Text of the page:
FIFA has been a major contributor to the project, expressing their delight at seeing a finished project for the OFC and its Member Associations.

As the major contributor to the project, FIFA said it is pleased to see the completion of an attractive, modern and welcoming Home of Football for the OFC and its Member Associations.

“We give credence to the value added of the OFC, who have achieved this key milestone, for its staff and the region,” Sanjeevan Balasingam said, FIFA’s Director of Member Associations Asia and Oceania.

“What makes this project special is the design of the building and its spaces, where people can work, meet and talk, all for the betterment of football.

“The facility underlines one of OFC’s key objectives of being a modern and progressive organisation, firmly focused on the future.”

UEFA Assist, a development arm of UEFA in place to support other Confederations and their members outside Europe, played a key role in providing the significant funding needed for the Home of Football.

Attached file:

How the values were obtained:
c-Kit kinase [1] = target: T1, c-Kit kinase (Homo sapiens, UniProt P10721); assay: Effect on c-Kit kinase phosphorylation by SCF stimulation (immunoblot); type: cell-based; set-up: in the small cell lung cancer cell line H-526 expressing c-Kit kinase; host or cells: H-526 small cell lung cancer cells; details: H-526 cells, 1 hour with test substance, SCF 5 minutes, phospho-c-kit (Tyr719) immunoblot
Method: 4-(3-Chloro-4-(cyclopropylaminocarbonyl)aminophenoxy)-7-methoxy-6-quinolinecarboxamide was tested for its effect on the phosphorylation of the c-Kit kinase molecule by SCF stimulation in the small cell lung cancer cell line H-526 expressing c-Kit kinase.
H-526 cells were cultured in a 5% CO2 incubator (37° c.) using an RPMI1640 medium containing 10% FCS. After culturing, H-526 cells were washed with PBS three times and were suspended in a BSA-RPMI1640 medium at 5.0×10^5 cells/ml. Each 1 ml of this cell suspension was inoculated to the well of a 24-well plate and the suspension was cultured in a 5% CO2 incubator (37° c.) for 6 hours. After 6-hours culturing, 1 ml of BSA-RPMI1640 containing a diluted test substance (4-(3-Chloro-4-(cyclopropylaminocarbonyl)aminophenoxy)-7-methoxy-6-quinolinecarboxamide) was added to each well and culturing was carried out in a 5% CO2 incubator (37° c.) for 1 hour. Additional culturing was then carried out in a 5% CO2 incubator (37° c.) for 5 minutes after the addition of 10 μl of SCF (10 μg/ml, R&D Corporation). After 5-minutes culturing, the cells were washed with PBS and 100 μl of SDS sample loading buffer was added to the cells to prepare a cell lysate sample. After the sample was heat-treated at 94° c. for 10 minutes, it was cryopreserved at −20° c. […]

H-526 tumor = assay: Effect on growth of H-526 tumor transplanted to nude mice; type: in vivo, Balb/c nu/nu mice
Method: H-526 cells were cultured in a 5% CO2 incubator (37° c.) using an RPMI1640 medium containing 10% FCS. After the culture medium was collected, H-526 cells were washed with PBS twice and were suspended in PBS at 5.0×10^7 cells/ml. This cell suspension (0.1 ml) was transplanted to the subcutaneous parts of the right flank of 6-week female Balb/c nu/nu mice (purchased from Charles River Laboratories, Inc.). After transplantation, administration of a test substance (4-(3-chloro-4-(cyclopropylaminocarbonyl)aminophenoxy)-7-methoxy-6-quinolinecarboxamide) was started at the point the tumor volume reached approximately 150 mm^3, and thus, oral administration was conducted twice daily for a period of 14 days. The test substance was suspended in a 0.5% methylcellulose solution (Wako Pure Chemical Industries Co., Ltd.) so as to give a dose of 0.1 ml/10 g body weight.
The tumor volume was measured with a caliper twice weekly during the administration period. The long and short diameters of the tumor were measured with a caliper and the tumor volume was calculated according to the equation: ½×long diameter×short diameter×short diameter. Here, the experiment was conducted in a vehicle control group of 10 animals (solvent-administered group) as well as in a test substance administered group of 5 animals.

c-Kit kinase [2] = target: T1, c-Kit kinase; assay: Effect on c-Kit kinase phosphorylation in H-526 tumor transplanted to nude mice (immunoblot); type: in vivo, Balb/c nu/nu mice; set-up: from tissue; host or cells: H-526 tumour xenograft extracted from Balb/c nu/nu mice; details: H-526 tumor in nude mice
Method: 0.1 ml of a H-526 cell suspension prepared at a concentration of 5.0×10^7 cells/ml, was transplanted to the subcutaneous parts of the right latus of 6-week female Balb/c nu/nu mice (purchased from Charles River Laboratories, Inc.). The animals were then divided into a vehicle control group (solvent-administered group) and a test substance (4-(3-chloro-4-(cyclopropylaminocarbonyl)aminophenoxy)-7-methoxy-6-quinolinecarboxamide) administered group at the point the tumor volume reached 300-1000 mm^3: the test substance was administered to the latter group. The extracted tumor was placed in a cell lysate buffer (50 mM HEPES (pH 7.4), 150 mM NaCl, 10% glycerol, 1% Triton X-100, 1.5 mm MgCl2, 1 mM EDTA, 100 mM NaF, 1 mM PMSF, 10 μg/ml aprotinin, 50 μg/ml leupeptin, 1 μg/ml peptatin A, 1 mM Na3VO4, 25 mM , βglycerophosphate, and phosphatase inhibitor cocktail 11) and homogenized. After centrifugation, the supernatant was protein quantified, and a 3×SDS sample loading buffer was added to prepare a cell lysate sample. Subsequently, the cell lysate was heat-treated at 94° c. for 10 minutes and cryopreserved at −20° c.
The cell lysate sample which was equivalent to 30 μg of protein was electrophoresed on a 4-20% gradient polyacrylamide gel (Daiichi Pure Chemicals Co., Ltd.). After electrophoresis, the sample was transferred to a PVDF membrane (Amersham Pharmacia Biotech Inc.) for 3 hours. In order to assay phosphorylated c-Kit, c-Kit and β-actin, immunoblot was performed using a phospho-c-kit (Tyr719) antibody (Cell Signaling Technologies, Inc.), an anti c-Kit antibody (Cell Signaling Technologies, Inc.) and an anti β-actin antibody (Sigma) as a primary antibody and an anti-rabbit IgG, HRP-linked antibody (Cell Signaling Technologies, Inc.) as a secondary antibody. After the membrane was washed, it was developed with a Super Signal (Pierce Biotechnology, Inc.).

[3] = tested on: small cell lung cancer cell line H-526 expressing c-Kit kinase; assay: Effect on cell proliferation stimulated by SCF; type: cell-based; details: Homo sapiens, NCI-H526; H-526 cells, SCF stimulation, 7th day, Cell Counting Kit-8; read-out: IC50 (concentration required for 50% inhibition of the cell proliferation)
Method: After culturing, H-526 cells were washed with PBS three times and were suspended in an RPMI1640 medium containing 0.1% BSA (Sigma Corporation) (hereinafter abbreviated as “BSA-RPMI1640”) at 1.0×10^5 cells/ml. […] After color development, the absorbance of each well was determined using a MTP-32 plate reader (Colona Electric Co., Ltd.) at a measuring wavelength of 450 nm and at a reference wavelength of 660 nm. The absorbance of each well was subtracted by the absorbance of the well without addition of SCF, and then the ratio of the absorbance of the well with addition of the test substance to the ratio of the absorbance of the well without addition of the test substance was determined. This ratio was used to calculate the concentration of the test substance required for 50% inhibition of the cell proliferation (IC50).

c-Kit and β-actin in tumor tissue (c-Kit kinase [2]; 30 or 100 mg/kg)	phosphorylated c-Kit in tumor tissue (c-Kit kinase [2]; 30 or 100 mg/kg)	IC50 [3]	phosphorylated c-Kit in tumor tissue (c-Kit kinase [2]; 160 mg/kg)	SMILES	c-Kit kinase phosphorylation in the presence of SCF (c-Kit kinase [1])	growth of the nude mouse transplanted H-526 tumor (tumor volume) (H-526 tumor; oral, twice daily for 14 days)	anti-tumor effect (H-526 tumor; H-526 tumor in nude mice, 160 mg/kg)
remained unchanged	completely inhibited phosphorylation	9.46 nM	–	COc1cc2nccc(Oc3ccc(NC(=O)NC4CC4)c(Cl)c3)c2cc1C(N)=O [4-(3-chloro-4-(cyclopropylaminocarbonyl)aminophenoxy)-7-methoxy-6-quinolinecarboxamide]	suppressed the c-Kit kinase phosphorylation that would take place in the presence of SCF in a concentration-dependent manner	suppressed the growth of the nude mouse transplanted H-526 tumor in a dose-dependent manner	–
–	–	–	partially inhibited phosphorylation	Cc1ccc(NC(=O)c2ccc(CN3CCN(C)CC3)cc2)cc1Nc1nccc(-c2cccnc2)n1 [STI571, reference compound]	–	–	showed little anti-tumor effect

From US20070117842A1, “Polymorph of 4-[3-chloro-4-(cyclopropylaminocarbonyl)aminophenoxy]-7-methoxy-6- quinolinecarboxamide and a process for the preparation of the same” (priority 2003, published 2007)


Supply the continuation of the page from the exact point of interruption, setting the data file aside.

“We are truly delighted to have supported the OFC Home of Football project over the last few years and look forward to visiting the new premises when travel restrictions are lifted,” Eva Pasquier said, Head of International Relations at UEFA,

“The Oceania Member Associations now have a new home where they can meet, discuss and further develop football across the entire region, and this would not have been possible without the dedication and hard work of the entire OFC team.

“We congratulate them on this fantastic achievement.”

The former home of OFC at Mt Smart Stadium will be repurposed as a high-performance academy for the region.

The completion of the project will be marked with a formal inauguration by the end of June 2022 – if travel restrictions allow for the attendance of FIFA, UEFA and OFC Member Associations.